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South-Carolina Gazette (September 24, 1772).

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South-Carolina Gazette (September 24, 1772).

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South-Carolina Gazette (September 24, 1772).

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South-Carolina Gazette (September 24, 1772).

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South-Carolina Gazette (September 24, 1772).

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Supplement to the South-Carolina Gazette (September 24, 1772).

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Supplement to the South-Carolina Gazette (September 24, 1772).

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Supplement to the South-Carolina Gazette (September 24, 1772).

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Supplement to the South-Carolina Gazette (September 24, 1772).

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Supplement to the South-Carolina Gazette (September 24, 1772).

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Supplement to the South-Carolina Gazette (September 24, 1772).

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Supplement to the South-Carolina Gazette (September 24, 1772).

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Supplement to the South-Carolina Gazette (September 24, 1772).

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Supplement to the South-Carolina Gazette (September 24, 1772).

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Supplement to the South-Carolina Gazette (September 24, 1772).

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Supplement to the South-Carolina Gazette (September 24, 1772).

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Supplement to the South-Carolina Gazette (September 24, 1772).

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Supplement to the South-Carolina Gazette (September 24, 1772).

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Supplement to the South-Carolina Gazette (September 24, 1772).

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Virginia Gazette [Purdie and Dixon] (September 24, 1772).

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Virginia Gazette [Purdie and Dixon] (September 24, 1772).

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Virginia Gazette [Purdie and Dixon] (September 24, 1772).

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Virginia Gazette [Purdie and Dixon] (September 24, 1772).

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Virginia Gazette [Purdie and Dixon] (September 24, 1772).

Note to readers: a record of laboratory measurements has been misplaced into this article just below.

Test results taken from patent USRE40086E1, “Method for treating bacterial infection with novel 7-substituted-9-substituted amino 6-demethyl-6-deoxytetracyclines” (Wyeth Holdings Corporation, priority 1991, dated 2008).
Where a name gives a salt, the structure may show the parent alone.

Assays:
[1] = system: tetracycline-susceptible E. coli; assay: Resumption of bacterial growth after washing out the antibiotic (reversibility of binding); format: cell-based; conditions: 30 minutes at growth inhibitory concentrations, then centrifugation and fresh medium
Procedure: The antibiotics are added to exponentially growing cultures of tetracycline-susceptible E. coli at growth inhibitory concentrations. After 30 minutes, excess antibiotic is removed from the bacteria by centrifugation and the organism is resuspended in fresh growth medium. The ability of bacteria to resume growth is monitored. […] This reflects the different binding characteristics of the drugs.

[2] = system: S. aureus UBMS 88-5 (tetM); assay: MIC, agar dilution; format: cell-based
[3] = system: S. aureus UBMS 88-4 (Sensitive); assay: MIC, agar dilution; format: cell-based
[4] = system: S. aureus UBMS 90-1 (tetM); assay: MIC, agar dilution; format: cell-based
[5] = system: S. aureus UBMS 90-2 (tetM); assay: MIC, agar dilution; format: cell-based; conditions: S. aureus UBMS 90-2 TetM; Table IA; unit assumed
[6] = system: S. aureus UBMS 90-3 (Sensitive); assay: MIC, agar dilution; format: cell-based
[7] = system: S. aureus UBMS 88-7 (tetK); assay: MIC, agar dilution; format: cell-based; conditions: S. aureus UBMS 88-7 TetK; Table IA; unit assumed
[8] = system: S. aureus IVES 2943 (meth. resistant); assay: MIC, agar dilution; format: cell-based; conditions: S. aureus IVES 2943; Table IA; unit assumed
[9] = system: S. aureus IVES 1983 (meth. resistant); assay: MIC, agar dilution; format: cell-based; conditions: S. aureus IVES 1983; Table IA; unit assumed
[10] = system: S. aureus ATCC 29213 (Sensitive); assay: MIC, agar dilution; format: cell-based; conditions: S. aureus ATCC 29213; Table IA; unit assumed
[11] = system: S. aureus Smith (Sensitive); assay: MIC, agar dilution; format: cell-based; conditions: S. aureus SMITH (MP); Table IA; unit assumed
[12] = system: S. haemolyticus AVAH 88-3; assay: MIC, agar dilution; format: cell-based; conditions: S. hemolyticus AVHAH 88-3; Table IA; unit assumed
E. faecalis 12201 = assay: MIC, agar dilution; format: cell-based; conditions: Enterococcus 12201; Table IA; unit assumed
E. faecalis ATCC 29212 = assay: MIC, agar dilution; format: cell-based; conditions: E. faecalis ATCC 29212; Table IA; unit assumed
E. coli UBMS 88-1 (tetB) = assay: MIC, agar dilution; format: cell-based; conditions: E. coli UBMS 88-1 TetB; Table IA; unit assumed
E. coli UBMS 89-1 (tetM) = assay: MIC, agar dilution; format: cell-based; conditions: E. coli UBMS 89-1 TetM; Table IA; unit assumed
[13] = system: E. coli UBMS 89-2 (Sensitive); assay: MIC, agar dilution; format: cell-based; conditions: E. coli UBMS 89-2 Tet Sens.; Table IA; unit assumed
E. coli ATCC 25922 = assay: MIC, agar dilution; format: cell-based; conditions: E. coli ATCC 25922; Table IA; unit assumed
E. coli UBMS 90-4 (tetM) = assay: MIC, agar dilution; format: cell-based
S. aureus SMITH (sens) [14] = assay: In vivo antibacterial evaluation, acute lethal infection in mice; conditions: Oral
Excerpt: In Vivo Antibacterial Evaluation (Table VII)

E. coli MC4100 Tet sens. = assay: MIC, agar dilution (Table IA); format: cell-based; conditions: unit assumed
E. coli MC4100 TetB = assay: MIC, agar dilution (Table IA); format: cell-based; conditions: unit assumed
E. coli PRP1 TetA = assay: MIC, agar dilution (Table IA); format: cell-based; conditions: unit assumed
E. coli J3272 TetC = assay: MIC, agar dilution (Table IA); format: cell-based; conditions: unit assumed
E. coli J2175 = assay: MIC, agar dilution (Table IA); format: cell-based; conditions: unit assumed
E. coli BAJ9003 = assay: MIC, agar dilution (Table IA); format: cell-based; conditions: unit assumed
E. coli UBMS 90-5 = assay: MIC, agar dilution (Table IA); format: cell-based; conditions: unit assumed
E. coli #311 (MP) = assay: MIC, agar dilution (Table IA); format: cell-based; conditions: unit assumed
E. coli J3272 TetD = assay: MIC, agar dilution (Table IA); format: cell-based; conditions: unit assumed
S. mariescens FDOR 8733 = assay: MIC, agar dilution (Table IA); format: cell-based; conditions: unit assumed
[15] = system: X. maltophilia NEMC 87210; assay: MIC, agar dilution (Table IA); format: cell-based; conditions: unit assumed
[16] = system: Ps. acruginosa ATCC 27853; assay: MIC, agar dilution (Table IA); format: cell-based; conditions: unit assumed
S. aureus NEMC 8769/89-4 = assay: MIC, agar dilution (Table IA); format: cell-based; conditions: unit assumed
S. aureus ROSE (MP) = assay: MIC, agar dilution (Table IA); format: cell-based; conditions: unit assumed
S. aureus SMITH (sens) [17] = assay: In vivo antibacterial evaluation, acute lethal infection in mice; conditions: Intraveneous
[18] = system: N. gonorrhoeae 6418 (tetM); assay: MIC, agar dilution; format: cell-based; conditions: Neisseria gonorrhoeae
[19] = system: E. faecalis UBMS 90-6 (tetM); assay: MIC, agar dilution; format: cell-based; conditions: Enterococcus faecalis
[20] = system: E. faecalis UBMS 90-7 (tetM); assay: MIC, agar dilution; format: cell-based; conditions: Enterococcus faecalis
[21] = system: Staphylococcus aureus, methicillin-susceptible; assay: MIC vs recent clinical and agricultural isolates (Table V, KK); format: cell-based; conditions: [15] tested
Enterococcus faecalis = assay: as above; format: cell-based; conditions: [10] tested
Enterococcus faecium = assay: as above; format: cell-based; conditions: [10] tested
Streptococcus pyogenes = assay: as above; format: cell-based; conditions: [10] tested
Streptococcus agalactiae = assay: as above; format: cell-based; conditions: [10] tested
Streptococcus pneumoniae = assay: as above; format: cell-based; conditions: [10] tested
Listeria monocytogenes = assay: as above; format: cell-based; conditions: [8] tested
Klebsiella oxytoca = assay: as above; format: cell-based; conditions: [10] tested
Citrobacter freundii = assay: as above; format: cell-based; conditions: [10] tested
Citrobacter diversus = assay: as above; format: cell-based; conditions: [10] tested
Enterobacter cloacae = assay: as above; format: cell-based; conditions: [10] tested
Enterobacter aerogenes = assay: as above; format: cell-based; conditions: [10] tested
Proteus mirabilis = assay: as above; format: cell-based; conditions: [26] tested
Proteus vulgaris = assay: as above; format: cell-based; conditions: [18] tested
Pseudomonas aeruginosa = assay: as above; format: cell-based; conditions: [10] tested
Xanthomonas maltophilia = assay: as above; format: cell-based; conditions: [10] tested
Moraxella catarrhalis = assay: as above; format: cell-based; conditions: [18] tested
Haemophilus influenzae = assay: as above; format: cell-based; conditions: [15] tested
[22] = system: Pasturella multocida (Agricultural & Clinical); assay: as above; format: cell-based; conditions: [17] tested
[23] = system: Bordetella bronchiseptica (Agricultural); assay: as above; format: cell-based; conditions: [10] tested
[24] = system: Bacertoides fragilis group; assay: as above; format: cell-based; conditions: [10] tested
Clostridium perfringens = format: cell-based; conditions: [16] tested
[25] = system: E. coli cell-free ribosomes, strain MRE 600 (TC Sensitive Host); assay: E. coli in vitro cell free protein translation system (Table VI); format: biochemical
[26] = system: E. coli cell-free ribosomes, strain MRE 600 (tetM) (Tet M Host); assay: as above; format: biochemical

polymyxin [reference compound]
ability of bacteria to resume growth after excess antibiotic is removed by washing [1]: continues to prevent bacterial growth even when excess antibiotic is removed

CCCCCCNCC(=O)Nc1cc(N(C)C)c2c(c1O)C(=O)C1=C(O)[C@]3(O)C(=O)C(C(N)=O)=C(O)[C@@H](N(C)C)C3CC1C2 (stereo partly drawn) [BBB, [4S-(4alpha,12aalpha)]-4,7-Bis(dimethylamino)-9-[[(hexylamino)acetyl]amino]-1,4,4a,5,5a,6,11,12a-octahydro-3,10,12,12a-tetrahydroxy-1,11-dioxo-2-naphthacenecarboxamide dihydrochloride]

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Virginia Gazette [Purdie and Dixon] (September 24, 1772).

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Virginia Gazette [Purdie and Dixon] (September 24, 1772).

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Virginia Gazette [Purdie and Dixon] (September 24, 1772).

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Virginia Gazette [Purdie and Dixon] (September 24, 1772).

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Virginia Gazette [Purdie and Dixon] (September 24, 1772).

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Virginia Gazette [Purdie and Dixon] (September 24, 1772).

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Virginia Gazette [Purdie and Dixon] (September 24, 1772).

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Virginia Gazette [Purdie and Dixon] (September 24, 1772).

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Virginia Gazette [Purdie and Dixon] (September 24, 1772).

September 23

What was advertised in a colonial American newspaper 250 years ago today?

Pennsylvania Gazette (September 23, 1772).

“He hereby recommends to them, as a person qualified to serve them on the best terms.”

As fall arrived in 1772, Richard Humphreys took to the pages of the Pennsylvania Gazette to inform prospective customers that he “now carries on the GOLDSMITH’s Business, in all its branches” at “the house in which PHILIP SYNG lately dwelt” near the London Coffee House in Philadelphia.  In an advertisement in the September 23 edition, he made appeals similar to those advanced by other artisans who placed notices in the public prints.  He emphasized the choices that he offered to consumers, asserting that he stocked a “NEAT and GENERAL ASSORTMENT of GOLD and SILVER WARE.”  Humphreys also highlighted his own skills, promising that customers “may be assured of his utmost ability to give satisfaction, both in the quality and workmanship” of the items he made, sold, and mended.

In addition to those standard appeals, Humphreys published an endorsement from another goldsmith, Philip Syng!  Syng reported that he recently relocated to Upper Merion.  In the wake of his departure from Philadelphia, he “informs his friends and former customers, that they may be supplied as usual, at his late dwelling, by the above-named RICHARD HUMPHREYS.”  Syng did not merely pass along the business to Humphreys.  He also stated that he recommended him “as a person qualified to serve” his former customers “on the best terms, and whose fidelity” in the goldsmith’s business “will engage their future confidence and regard.”  With this endorsement, Humphreys did more than set up shop in Syng’s former location.  He became Syng’s successor.  In that role, he hoped to acquire the clientele that Syng previously cultivated.  Syng’s endorsement also enhanced his reputation among prospective customers.